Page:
There have been more recorded federal investigations in the first half of 2014 into how colleges have handled campus sexual assault than in any single year before.
At the helm of this crackdown sits Catherine Lhamon, who calls the numbers “jaw-dropping.”
Eleven months into her job as the Department of Education’s assistant secretary for civil rights, Lhamon is responsible for looking into these student-filed Title IX complaints, which analyze the extent to which a college has protected its students from gender discrimination. The law bans discrimination based on sex in education activities and programs supported by federal funds.
Since President Barack Obama appointed her last year, the Office for Civil Rights has threatened to withhold federal funding from four colleges, though it has never actually done so, and is in the process of investigating how 71 colleges and universities implemented Title IX.
Lhamon, who worked at a pro bono law firm in California before moving across the country, has been lauded by student activists for her unprecedented and proactive role in combating sexual assault. Amid the record number of investigations, she discussed with McClatchy her personal connection to the issue and the role of her office as the number of complaints escalates.
Q: How would you characterize the differences in how you have approached campus sexual assault compared with your predecessors?
A: It’s my view that the Office for Civil Rights has a pretty long history of being effective about addressing sexual violence for decades. We have certainly focused more in recent years. This administration was the first administration ever to call out sexual violence as a civil rights issue. It’s not really my view that we gain a lot from comparing to what people have done in the past.
Q: You attended Amherst College, where one of the recent high-publicity mishandlings of sexual assault (cases on campus) unfolded. How has your alma mater’s shortcomings in this area influenced your motivation to combat campus sexual assault?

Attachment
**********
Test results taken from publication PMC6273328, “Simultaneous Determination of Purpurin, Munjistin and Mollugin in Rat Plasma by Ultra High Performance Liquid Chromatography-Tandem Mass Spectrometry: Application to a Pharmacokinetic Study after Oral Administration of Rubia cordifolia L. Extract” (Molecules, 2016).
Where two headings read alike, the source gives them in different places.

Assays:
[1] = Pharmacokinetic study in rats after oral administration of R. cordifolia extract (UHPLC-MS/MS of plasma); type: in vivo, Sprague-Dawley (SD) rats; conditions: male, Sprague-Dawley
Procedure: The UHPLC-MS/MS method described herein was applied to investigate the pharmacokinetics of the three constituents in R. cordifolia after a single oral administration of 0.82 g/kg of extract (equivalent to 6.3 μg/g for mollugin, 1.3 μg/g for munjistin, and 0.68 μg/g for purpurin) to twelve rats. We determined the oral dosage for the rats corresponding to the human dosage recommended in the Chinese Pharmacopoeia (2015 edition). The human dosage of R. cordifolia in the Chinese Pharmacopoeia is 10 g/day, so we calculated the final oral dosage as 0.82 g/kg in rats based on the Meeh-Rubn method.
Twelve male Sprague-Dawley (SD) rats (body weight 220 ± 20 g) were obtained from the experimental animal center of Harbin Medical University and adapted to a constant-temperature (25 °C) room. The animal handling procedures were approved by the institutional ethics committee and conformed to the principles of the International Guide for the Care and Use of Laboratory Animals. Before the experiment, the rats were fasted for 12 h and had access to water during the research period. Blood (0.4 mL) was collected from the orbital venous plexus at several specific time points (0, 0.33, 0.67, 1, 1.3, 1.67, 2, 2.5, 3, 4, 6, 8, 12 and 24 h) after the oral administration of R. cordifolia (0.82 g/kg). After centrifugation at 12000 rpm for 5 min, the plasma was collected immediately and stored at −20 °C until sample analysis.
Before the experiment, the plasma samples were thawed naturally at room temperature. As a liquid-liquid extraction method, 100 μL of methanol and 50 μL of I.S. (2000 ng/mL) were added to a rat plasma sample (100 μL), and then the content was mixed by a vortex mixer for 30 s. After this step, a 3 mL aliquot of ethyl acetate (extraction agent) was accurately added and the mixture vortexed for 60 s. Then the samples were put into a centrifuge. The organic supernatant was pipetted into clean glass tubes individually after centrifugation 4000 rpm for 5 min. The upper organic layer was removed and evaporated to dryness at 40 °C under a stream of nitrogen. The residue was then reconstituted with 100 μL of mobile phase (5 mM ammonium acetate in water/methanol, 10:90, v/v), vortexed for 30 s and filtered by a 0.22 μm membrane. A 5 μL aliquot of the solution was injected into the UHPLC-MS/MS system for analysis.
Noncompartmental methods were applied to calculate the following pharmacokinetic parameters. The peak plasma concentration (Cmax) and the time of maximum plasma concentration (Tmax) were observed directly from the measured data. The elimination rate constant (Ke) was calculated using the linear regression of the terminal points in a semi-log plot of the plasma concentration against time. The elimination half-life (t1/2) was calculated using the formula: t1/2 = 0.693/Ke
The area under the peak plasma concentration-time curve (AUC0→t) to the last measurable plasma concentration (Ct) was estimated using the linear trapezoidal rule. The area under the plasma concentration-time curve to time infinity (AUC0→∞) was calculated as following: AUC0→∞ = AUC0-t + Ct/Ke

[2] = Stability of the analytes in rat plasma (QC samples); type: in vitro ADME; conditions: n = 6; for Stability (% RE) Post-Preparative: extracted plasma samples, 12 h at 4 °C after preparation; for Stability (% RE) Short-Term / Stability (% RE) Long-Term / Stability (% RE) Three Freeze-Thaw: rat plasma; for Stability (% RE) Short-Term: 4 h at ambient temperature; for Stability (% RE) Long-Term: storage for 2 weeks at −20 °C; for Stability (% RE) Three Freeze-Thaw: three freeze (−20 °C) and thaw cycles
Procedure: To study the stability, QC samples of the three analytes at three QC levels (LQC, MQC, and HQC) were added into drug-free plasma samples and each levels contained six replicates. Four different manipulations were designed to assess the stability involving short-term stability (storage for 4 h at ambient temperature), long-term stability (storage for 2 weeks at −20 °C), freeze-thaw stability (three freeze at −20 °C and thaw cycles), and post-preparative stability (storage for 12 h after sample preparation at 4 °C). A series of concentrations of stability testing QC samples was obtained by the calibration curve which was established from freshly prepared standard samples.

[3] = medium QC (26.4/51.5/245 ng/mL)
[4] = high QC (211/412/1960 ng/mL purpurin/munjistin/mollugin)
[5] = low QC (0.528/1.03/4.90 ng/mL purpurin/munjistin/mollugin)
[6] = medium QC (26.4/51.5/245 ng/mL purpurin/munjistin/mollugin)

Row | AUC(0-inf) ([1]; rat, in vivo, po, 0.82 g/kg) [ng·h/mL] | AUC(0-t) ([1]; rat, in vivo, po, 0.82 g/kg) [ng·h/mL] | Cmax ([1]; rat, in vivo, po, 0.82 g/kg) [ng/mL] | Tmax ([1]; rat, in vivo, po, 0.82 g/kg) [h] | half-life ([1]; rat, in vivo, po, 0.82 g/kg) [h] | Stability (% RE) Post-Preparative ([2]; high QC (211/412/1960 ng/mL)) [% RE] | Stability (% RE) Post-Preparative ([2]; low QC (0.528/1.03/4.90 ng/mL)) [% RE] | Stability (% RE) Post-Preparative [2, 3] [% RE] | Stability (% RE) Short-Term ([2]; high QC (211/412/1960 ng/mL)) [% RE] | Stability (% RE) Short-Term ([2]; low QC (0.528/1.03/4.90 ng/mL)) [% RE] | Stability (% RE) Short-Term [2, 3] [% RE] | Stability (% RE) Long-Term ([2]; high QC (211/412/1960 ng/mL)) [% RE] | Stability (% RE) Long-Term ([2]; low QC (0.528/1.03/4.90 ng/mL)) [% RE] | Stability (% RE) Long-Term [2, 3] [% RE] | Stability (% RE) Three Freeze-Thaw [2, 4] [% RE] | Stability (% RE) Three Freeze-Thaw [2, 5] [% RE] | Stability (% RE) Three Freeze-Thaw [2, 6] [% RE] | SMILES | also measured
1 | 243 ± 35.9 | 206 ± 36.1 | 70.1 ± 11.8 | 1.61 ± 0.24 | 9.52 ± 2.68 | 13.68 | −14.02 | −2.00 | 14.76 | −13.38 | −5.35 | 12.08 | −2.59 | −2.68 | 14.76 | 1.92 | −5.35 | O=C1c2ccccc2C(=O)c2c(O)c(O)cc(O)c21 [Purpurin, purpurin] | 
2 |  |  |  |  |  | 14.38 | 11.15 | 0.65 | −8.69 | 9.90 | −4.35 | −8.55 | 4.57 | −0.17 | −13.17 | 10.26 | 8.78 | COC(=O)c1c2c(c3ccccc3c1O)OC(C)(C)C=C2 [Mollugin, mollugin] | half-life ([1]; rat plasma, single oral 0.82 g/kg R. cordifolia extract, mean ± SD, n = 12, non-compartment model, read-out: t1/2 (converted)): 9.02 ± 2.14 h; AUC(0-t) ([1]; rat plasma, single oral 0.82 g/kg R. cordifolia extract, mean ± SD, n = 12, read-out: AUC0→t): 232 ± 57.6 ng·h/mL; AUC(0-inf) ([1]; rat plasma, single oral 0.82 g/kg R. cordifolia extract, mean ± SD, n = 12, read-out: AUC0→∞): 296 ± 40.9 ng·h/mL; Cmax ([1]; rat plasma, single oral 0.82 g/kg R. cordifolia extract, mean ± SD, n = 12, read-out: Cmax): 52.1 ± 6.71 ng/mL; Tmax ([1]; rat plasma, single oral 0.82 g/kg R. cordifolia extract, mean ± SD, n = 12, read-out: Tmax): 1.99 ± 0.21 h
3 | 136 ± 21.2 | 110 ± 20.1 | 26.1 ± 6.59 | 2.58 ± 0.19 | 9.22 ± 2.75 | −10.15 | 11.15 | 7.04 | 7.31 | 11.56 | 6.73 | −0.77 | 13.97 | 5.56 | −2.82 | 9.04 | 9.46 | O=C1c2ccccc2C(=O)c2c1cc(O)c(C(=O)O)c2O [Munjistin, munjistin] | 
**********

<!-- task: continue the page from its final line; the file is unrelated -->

A: Going to college myself many years ago, having heard my mother’s experiences from her own college campus many years before that, I think the very notorious incident that made a lot of news appropriately at Amherst College was an important wakeup call for us as a country. I also think there are lots of women, lots of men before then who suffered very serious issues that should have been addressed. We shouldn’t have waited this long. More than anything it’s my goal that no young woman experiences, no young man experiences, the kind of sexual violence that I read about, (that) I see in the investigations that we are involved in all over the country.
Q: Given the dramatic increase in the number of students filing Title IX complaints in the past two years, do you expect this rate to continue to climb?
A: It’s a little hard to predict. I’m not at all surprised that we’ve seen an increase in the complaints that have come to us since we issued guidance (in 2011 and earlier this year about how colleges should handle campus sexual assault). That’s pretty typical for us. When we issue guidance, we tend to see an increase in complaints in that area because we’ve increased attention around the area. So that in itself wasn’t surprising. But the volume that we have now is significant.
Q: You have said the threat of withholding federal funds should not be “undermined.” What other tools would be helpful to deter these violations and potential violations?
A: I would certainly like to have more people to be able to enforce those tools. I think that’s really important for us. My staff is phenomenal and phenomenally dedicated, and we receive in excess of 10,000 complaints a year, so it would really be great for us to have more staff who would be able to ensure some satisfaction of civil rights for families all over the country.
Q: What would need to happen in the Office for Civil Rights for you to consider your role in combating campus sexual assault a “mission accomplished”?
A: What I would consider a “mission accomplished” would be to have students able to expect on day one when they enter college and all the way through to graduation that their experience will not involve any incidents of sexual assault. That . . . would be a sea change for us as a country. For too long . . . it’s too much of a general cultural expectation that a right of passage for students into adulthood will include sexual assault and sexual violence.